Selective Induction of Human Hepatic Cytochromes P450 2B6 and 3A4 by Metamizole
ABSTRACT The pyrazolone drug metamizole is a widely used analgesic. Analysis of liver microsomes from patients treated with metamizole revealed selectively higher expression of cytochromes P450, CYP2B6 and CYP3A4 (3.8- and 2.8-fold, respectively), and 2.9-fold higher bupropion hydroxylase activity compared with untreated subjects. Further investigation of metamizole and various derivatives on different potential target genes in human primary hepatocytes demonstrated time- and concentration-dependent induction by metamizole of CYP2B6 (7.8- and 3.1-fold for mRNA and protein, respectively, at 100 muM) and CYP3A4 (2.4- and 2.9-fold, respectively), whereas other genes (CYP2C9, CYP2C19, CYP2D6, NADPH:cytochrome P450 reductase, ABCB1, constitutive androstane receptor (CAR), pregnane X receptor (PXR)) were not substantially altered. Using reporter gene assays, we show that metamizole is not acting as a direct ligand to either PXR or CAR, suggesting a phenobarbital-like mechanism of induction. These data warrant further studies to elucidate the drug-interaction potential of metamizole, especially in patients with long-term treatment.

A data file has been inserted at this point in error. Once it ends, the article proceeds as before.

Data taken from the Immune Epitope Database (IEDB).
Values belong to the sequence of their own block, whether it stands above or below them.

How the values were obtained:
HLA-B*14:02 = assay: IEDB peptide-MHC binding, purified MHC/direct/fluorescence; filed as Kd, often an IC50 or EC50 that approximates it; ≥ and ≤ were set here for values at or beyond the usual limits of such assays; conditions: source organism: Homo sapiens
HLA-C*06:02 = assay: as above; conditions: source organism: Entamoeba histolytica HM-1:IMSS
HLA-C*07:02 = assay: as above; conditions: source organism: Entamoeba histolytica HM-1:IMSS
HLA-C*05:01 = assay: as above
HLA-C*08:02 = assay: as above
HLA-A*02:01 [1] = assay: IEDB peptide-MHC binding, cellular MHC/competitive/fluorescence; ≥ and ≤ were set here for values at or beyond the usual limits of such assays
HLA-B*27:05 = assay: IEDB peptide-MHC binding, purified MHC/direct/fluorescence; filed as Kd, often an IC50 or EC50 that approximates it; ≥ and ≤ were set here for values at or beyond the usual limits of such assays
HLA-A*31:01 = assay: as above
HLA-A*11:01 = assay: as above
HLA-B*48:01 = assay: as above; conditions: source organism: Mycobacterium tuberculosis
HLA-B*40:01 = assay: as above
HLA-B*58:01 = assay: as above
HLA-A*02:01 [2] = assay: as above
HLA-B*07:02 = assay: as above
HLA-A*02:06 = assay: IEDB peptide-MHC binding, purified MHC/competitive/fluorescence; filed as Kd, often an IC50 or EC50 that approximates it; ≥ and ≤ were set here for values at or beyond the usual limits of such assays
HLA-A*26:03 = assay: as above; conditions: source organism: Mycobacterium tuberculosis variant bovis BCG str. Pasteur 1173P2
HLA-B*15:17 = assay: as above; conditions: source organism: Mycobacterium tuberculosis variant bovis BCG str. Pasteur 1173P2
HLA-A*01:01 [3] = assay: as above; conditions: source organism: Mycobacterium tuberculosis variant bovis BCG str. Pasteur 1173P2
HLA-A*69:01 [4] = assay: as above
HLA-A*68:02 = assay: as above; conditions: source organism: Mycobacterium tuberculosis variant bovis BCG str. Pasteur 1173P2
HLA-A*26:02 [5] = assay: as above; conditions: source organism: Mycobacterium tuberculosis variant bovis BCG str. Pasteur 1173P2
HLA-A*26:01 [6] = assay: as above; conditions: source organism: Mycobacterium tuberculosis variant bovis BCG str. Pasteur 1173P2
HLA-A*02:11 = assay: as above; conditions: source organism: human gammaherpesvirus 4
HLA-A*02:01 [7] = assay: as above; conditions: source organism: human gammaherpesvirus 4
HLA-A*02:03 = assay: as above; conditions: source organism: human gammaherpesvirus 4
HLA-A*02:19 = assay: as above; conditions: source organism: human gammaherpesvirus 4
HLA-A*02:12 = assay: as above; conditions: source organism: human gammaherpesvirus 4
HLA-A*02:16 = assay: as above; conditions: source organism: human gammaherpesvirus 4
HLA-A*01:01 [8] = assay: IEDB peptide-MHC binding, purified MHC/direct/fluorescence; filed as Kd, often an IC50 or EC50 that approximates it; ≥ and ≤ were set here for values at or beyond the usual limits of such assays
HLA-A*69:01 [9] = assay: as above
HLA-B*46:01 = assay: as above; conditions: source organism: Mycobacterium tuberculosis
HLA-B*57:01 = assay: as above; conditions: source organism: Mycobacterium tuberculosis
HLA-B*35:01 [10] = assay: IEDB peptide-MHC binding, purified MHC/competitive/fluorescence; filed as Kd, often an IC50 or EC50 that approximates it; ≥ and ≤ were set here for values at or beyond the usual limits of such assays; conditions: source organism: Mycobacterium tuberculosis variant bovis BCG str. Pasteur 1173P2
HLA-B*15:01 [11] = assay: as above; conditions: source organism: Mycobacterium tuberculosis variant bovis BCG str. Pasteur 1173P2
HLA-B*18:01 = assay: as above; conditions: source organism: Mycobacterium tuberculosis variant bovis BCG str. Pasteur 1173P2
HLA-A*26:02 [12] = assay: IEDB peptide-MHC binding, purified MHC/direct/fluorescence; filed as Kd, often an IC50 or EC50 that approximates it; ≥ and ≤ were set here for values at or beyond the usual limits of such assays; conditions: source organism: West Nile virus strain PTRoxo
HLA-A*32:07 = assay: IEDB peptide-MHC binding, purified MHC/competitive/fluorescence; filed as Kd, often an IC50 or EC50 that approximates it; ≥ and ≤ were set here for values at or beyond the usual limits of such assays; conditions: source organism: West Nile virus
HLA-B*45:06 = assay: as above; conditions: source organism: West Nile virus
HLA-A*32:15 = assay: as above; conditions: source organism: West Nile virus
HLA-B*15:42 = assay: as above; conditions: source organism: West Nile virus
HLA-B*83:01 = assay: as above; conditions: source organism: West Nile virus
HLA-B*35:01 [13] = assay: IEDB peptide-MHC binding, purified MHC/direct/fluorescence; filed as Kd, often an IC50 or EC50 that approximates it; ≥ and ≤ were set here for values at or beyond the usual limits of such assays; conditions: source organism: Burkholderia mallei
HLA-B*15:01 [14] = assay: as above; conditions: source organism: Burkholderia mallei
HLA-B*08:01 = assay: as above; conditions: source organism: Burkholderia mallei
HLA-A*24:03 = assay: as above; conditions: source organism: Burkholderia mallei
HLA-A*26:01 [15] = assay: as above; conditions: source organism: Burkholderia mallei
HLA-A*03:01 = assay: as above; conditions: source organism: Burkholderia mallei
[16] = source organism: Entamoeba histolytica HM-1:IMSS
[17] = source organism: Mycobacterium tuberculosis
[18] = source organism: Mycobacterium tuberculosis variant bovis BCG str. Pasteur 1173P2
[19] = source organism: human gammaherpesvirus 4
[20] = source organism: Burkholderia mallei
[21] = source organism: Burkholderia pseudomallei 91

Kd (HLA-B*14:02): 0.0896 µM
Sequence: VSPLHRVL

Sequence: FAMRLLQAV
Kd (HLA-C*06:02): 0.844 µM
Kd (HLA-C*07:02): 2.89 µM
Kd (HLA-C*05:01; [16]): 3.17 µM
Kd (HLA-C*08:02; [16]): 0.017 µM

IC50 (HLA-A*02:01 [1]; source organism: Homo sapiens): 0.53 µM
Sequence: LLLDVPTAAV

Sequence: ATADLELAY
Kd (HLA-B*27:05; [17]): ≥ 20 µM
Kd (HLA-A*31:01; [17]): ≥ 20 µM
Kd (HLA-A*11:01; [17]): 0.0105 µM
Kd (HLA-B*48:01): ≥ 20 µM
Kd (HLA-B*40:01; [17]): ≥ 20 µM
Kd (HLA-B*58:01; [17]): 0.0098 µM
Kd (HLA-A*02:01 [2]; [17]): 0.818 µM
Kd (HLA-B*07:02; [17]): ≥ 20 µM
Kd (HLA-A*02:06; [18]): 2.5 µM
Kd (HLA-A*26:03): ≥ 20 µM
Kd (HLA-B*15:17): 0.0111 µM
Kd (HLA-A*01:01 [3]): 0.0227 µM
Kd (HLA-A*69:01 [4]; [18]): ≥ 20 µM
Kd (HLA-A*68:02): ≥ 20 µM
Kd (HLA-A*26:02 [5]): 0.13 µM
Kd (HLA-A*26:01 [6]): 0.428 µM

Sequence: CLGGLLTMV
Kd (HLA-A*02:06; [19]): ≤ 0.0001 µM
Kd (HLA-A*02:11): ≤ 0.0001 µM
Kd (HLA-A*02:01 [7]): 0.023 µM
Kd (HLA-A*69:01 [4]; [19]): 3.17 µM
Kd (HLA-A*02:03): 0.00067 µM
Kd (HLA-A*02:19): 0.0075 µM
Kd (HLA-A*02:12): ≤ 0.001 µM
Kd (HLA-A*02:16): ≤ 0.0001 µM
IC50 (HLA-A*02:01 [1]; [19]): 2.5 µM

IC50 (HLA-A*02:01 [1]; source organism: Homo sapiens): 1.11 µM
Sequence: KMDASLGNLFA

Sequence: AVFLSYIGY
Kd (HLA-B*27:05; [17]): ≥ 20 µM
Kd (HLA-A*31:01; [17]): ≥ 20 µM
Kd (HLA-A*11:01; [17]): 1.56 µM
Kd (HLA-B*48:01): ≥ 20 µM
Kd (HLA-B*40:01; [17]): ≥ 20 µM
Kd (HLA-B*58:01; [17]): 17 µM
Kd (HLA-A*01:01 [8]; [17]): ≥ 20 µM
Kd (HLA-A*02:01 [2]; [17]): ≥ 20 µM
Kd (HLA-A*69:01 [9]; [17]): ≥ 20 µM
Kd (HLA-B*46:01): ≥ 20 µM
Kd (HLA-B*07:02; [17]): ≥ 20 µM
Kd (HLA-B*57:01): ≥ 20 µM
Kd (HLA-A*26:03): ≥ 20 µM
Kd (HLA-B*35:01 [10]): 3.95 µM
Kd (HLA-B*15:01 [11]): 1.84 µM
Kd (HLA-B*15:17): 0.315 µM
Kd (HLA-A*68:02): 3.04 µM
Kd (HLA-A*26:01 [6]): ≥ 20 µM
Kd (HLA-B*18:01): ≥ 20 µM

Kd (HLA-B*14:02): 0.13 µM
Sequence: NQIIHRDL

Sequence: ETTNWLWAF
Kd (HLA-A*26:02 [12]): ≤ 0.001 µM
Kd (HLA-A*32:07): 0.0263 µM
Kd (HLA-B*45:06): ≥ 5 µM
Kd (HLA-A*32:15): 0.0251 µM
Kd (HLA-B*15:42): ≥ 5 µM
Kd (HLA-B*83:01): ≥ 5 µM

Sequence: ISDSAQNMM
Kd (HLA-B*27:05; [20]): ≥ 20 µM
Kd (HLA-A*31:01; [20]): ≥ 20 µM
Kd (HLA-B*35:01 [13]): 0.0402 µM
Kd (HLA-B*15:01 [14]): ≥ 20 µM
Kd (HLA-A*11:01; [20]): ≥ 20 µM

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ABSTRACT: Cytochrome P450 2B6 (CYP2B6) belongs to the minor drug metabolizing P450s in human liver. Expression is highly variable both between individuals and within individuals, owing to non-genetic factors, genetic polymorphisms, inducibility, and irreversible inhibition by many compounds. Drugs metabolized mainly by CYP2B6 include artemisinin, bupropion, cyclophosphamide, efavirenz, ketamine, and methadone. is one of the most polymorphic CYP genes in humans and variants have been shown to affect transcriptional regulation, splicing, mRNA and protein expression, and catalytic activity. Some variants appear to affect several functional levels simultaneously, thus, combined in haplotypes, leading to complex interactions between substrate-dependent and -independent mechanisms. The most common functionally deficient allele is [Q172H, K262R], which occurs at frequencies of 15 to over 60% in different populations. The allele leads to lower expression in liver due to erroneous splicing. Recent investigations suggest that the amino acid changes contribute complex substrate-dependent effects at the activity level, although data from recombinant systems used by different researchers are not well in agreement with each other. Another important variant, [I328T], occurs predominantly in Africans (4-12%) and does not express functional protein. A large number of uncharacterized variants are currently emerging from different ethnicities in the course of the 1000 Genomes Project. The polymorphism is clinically relevant for HIV-infected patients treated with the reverse transcriptase inhibitor efavirenz, but it is increasingly being recognized for other drug substrates. This review summarizes recent advances on the functional and clinical significance of CYP2B6 and its genetic polymorphism, with particular emphasis on the comparison of kinetic data obtained with different substrates for variants expressed in different recombinant expression systems.Frontiers in Genetics 03/2013; 4:24. DOI:10.3389/fgene.2013.00024